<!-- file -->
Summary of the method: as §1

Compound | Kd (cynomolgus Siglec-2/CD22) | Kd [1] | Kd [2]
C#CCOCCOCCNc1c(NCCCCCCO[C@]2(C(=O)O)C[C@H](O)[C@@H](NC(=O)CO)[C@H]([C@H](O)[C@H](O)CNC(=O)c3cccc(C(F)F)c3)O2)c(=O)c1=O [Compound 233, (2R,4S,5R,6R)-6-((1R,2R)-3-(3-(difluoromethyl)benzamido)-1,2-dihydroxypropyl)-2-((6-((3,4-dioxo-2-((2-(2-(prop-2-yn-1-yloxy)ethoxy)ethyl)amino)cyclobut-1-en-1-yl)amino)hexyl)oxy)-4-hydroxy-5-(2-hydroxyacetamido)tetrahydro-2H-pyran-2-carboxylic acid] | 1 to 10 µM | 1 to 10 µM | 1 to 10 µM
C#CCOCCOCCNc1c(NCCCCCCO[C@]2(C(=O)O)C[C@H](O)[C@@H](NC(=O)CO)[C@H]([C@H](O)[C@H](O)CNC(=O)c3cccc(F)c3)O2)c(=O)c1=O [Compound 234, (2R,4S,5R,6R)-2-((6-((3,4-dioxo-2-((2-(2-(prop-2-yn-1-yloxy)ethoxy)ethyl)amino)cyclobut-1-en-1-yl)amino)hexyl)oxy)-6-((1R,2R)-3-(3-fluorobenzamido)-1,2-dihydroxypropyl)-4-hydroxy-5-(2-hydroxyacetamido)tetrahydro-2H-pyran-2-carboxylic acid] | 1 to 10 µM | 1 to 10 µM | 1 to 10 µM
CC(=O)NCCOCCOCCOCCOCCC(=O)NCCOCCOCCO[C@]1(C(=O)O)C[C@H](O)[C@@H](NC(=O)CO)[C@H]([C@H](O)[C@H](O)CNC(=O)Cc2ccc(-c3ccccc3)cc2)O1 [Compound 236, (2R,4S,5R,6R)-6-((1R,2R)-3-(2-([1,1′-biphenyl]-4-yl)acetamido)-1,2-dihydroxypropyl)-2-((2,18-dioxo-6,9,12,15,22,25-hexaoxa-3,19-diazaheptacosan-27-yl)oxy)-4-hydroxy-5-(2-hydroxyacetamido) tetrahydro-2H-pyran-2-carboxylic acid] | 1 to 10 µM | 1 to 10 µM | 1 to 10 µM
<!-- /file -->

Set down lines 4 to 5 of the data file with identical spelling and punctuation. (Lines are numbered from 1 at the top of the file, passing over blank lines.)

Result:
C#CCOCCOCCNc1c(NCCCCCCO[C@]2(C(=O)O)C[C@H](O)[C@@H](NC(=O)CO)[C@H]([C@H](O)[C@H](O)CNC(=O)c3cccc(F)c3)O2)c(=O)c1=O [Compound 234, (2R,4S,5R,6R)-2-((6-((3,4-dioxo-2-((2-(2-(prop-2-yn-1-yloxy)ethoxy)ethyl)amino)cyclobut-1-en-1-yl)amino)hexyl)oxy)-6-((1R,2R)-3-(3-fluorobenzamido)-1,2-dihydroxypropyl)-4-hydroxy-5-(2-hydroxyacetamido)tetrahydro-2H-pyran-2-carboxylic acid] | 1 to 10 µM | 1 to 10 µM | 1 to 10 µM
CC(=O)NCCOCCOCCOCCOCCC(=O)NCCOCCOCCO[C@]1(C(=O)O)C[C@H](O)[C@@H](NC(=O)CO)[C@H]([C@H](O)[C@H](O)CNC(=O)Cc2ccc(-c3ccccc3)cc2)O1 [Compound 236, (2R,4S,5R,6R)-6-((1R,2R)-3-(2-([1,1′-biphenyl]-4-yl)acetamido)-1,2-dihydroxypropyl)-2-((2,18-dioxo-6,9,12,15,22,25-hexaoxa-3,19-diazaheptacosan-27-yl)oxy)-4-hydroxy-5-(2-hydroxyacetamido) tetrahydro-2H-pyran-2-carboxylic acid] | 1 to 10 µM | 1 to 10 µM | 1 to 10 µM